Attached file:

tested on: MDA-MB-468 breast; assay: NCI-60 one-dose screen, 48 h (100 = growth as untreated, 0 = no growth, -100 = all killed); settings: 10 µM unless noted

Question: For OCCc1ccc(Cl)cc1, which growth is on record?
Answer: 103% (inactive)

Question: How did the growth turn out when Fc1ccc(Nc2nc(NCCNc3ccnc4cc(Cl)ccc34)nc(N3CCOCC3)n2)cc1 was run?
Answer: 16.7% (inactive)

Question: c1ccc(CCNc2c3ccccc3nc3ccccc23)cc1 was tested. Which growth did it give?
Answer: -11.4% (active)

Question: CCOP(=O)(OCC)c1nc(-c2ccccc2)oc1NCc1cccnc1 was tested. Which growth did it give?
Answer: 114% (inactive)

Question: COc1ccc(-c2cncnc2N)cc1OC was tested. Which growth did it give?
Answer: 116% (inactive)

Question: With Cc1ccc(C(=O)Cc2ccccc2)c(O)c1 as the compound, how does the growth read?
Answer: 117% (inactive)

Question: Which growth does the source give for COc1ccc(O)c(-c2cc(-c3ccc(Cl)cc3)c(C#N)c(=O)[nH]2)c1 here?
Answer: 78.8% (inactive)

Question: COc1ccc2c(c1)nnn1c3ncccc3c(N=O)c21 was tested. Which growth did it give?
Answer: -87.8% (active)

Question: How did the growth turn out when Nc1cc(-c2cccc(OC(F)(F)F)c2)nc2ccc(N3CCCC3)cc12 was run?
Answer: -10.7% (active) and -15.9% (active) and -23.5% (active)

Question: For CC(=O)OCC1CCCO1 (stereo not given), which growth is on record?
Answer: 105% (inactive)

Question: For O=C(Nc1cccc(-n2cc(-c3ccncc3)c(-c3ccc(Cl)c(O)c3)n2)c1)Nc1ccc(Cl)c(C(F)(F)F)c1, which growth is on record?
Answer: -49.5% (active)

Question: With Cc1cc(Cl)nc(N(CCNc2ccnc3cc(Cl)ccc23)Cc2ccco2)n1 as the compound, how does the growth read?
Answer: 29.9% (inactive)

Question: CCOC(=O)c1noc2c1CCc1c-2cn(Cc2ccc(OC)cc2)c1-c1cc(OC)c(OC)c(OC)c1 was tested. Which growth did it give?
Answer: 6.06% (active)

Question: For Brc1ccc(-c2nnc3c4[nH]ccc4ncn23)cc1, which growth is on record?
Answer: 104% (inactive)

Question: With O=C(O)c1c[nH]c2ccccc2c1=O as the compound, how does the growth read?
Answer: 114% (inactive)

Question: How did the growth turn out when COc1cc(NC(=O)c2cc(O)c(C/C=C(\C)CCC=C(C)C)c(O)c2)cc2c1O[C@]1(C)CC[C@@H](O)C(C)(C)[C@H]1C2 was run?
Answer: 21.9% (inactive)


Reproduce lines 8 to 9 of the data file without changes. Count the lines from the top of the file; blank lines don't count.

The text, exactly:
Question: CCOP(=O)(OCC)c1nc(-c2ccccc2)oc1NCc1cccnc1 was tested. Which growth did it give?
Answer: 114% (inactive)